Resurfacing a Treadle Top

Some time ago, I got Pfaff industrial treadle courtesy. I wanted this treadle because of the Pfaff 134 long arm industrial machine I have, which had been residing on an old Singer frame. The top of this Pfaff treadle was shot, and the machine in it was one of those specialized industrials that are set up to do only one thing. However, I got the treadle and a lot of parts off of the machine, including a nice spoked Pfaff hand wheel. I had had to adapt a White wheel to the 134 to put it a treadle.

The treadle sat here unassembled for a year as I was involved with other problems. I finally assembled it, and set about making a new top for it. The top on this piece was not veneer. It was 1/4" planking, Unfortunately, it had warped, lifted, cracked and generally done everything you would find undesirable. I stripped off all the broken planking, which was no effort as the old glue was about gone from having been exposed to moist air via the cracks. The base wood underneath was in fine condition.

I debated as to whether to put a universal top on this, and decided that I wouldn't. My reasoning, which feltwas looking for, and I would rather find complete treadles, even with the space considerations, than a heads in something usable but not "right". The universal top was a good idea when I had about 30 to 50 heads around, but not with a lessened need.

I picked up a 2' X 4' piece of 1/4" Appleply ( a very fine, craft grade plywood). I stripped off the old broken and warped planking and sanded down the base top to get it smooth and get the old glue off, then perched the ply on top and carefully drew the opening and the two belt holes in pencil from underneath. I made a start hole and cut out the main opening with a saber saw (Jig Saw) and a new fine cut hacksaw blade (avoids chipping the surface), then drilled the ends of the belt holes with a correct diameter Forstner bit and connected the holes with the saber saw. put a fine cut plywood blade in the table saw and cut the whole ply piece down to match the dimensions of the treadle top, plus 1/32".

Next I carefully spread yellow glue and clamped the whole thing. This was Phase I, as I had to let the new top's glue dry thoroughly. The next step would be to either power sand or route the edge, then stain and oil finish.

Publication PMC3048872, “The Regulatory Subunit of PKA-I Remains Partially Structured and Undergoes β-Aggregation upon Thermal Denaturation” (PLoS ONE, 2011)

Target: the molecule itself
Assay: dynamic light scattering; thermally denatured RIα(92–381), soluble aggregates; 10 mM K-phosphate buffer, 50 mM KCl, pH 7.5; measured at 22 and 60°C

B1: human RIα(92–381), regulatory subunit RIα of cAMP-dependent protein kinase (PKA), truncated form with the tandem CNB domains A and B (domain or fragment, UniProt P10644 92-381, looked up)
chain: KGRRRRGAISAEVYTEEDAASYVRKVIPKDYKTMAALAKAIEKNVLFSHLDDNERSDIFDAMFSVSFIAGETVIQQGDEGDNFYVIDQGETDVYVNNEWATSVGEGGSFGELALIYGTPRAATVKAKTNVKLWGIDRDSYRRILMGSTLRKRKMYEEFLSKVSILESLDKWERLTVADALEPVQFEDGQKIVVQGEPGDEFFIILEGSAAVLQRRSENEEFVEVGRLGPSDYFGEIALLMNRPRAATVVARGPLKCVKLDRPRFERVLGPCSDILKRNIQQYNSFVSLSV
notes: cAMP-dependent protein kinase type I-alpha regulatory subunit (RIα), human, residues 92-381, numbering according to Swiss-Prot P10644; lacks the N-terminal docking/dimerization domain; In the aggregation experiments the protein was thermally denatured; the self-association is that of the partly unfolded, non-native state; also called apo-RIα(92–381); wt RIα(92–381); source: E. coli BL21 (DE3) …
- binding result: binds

Here is how the first day went:


Here is the old top. These were individual planks, very warped, both in width and length, broken, partially burned (?!) and just not in good enough shape to restore. I tore them off to get to the underlayment or support structure, then sanded that.




The raw underlayment of the top. The discolored areas at the left, with horizontal lines through them, are where moisture got under the top planks, which had warped both lengthwise and across.


Here you see the new 1/4" Appleply top set on, with the machine cutout and the belt holes done.



Pfaff 134 in position on new top. The machine base and top levels are virtually the same.


Here I have measured, positioned and cut in the holes for the hanger hinges. In spite of my efforts, the Fortner bit walked a bit on the left one, and it is not as perfectly positioned as the right one. Works fine, though.


Clamping the new top... He was asked, "Why did you use 24 clamps and a heavy sewing machine? " He replied, "Because I didn't have 30 clamps and I could only fit one heavy sewing machine on..."


Here is the rest of the project:



Here is the finished treadle... drawers from a Singer 15-88 have been added. Top finish is a walnut waterbased stain followed by three coats of Formsby's Tung Oil Finish, then Howard's Orange Wax and finally Turtle Wax.

An outdoor view...


Machine in place in sewing room. this is the side window. The 201 still has the back window.



While this piece was not veneered, very often, really bad veneer can be steamed and removed from a treadle. If you have experience in veneering, it can be replaced, but it is finicky work. I often replace it by resurfacing with a thinner plywood than was used in this example. In the case of this Pfaff industrial, there was no veneer... 1/4" planking made up the top surface, and I replaced it with 1/4" craft grade plywood. However, you can buy a thin 1/8" plywood in oak at your local lumber store... Ask for "doorskin". It comes in 4 X 8 foot sheets. It is thicker than veneer, but if you approach the job carefully, you can take the flip top off of a treadle, then take the second level that supports the flip top off, then resurface all three layers, then reassemble it. You usually have to do all three layers anyway when the veneer is really bad, and you will have to to accommodate the thickness difference. But it is technique worth knowing about, since the plywood is, to me, easier to work with than veneer.


The Captain